I also live in a world where my card-reader won't be read, so I have not been able to upload any pictures from my camera. I have LOTS. There will be a barrage of blogging when the computer cooperates.
This morning Paul Potts was singing Christmas music in the car and it didn't feel a bit strange until I thought about it being February 25th. Seriously?!? How did THAT happen? One of these years our February snows will coordinate themselves with the December holidays.
We were delighted to have Enrique home for less than 24 hours. He brings fun to a new level when he's around. He wrangled the crew, took them to the mall (for his new running shoes) and had them all playing "the train game" (aka Ticket to Ride) after feeding them Enrique stew for dinner. Sans parents.
The Mister and I attended the temple on Saturday afternoon in honor of our niece Naomi, who will be leaving on a mission to Lyon, France in May. It was good to be there, good to see her (she flew home for a weekend from BYU) and also good to spend time with her family. We were up and out the door early on Sunday (in the middle of a snowstorm) so that we could attend church in Connecticut to hear Naomi's brother Derek's homecoming talk. He recently returned from Rio de Janeiro Brazil. He'll be joining Yonder at BYU in April.
We got home after a very long day of driving yesterday to find that we couldn't get into our driveway. The plows had us nicely barricaded us OUT with a heavy, wet wall of snow. "This, dear daughters" (said Mr. Dub as we unloaded our gear and began to plod down the snow-covered driveway) "is why we wear coats and BOOTS on winter Sundays." We do have a lengthy driveway. Especially when it's cold and snowy and dark, and we're all dressed in our Sunday best. Thankfully for us, we have a friend with a plow who was willing to lend a hand, er, plow and Vanessa slept in the garage instead of the neighbor's driveway.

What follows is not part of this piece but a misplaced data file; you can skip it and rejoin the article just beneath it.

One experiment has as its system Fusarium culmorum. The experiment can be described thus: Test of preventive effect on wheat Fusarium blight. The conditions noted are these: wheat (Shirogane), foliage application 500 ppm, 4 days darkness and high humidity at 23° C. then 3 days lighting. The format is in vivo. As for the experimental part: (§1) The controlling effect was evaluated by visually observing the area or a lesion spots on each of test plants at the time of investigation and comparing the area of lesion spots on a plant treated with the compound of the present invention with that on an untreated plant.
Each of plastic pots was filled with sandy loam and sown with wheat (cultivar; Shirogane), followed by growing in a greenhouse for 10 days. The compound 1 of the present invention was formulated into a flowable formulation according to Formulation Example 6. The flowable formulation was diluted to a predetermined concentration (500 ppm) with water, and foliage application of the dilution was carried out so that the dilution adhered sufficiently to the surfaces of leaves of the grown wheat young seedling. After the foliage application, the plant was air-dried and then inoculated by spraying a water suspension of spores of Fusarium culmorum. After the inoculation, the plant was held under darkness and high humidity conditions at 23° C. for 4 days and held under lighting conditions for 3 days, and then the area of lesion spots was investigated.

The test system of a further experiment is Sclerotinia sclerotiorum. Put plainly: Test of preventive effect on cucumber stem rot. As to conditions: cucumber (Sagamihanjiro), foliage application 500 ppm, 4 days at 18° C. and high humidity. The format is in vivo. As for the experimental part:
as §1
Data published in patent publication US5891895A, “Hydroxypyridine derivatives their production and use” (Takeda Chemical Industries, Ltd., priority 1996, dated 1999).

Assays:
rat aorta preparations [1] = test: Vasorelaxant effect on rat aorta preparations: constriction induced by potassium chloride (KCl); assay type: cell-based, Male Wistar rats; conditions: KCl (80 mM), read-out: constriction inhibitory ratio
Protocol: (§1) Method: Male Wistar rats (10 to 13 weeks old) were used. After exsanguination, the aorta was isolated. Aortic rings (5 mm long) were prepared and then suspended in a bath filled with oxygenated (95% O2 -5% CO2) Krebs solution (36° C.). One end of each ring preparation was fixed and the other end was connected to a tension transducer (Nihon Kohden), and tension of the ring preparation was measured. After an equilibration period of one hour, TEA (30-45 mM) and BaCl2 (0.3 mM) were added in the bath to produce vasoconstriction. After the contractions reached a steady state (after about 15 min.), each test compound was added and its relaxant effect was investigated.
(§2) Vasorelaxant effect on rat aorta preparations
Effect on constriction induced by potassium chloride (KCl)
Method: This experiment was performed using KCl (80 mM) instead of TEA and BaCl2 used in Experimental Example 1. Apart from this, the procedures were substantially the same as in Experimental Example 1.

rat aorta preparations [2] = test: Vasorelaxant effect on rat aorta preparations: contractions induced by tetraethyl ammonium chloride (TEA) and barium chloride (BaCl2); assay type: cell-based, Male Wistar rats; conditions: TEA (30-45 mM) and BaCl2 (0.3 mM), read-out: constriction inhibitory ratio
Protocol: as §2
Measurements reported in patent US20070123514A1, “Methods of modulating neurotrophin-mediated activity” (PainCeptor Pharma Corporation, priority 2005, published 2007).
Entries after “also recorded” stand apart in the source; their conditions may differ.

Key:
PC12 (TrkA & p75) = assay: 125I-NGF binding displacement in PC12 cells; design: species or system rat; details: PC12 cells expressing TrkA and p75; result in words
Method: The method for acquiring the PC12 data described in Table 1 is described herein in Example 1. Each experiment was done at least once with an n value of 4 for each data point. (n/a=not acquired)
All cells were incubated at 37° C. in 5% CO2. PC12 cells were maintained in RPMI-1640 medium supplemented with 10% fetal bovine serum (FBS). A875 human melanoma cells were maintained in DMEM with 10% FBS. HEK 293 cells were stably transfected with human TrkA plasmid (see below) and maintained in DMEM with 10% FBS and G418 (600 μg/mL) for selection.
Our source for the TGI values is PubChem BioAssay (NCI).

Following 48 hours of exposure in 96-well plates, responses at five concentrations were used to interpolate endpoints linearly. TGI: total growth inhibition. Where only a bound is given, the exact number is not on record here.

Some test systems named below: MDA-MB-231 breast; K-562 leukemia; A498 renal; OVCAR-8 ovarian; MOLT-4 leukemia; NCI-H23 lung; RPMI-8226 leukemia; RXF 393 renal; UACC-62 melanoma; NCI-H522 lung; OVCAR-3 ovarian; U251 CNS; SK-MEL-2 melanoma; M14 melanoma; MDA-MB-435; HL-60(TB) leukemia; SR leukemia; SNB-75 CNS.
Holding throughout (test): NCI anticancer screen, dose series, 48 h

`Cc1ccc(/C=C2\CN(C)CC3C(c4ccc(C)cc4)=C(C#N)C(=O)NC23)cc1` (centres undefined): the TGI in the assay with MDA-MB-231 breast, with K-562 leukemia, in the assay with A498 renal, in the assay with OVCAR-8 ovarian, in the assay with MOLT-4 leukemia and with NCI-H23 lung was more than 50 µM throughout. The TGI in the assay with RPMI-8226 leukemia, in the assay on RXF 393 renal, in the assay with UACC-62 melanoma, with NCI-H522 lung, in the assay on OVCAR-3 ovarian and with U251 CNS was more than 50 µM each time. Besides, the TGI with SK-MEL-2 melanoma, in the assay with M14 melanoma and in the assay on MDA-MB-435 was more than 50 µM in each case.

I finished reading my first recreational novel of 2013. It's been such a long time I can't even remember the last book I read. This one was good. I will admit to grimacing more than once at the language. A novel about teenage angst, cancer, life, love and death; I will also admit to not wanting to read The Fault in Our Stars because, why would I want to read a book about cancer anyway? In the end, I forgive the language because (sadly) I am acutely aware of how prevalent its use is among teenagers today. I also moved beyond the cancer downer because the book really isn't so much about cancer, as it is about relationships. I found myself laughing out loud at several quirky comments. I also found myself really liking Augustus Waters for his sense of adventure and his drive to make others happy. PG-13+ and two thumbs up from me.
Last night we had Family Home Evening. Morning Boy taught the lesson. To prepare, he picked a page of scripture by first opening to his favorite verse (Matthew 25:40), and, reasoning that since we all knew he knew that one very well, he'd teach about this other section (pointing to the adjacent page). It was fairly random, (he disagreed) but on he went, and the eight-year-old ended up teaching a marvelous lesson about The Parable of the Ten Virgins, complete with a 12-question quiz at the end to discourage participants from not paying attention. My favorite moment of the evening came at the end of the question round when he announced Bonus Questions! to break the tie. "These, he said, will be worth two points instead of one, because the answers weren't found in the reading." He then looked at team RED (Mr. Dub and Rooney) and asked "What is a Virgin?"
I love having teenagers AND an eight-year-old.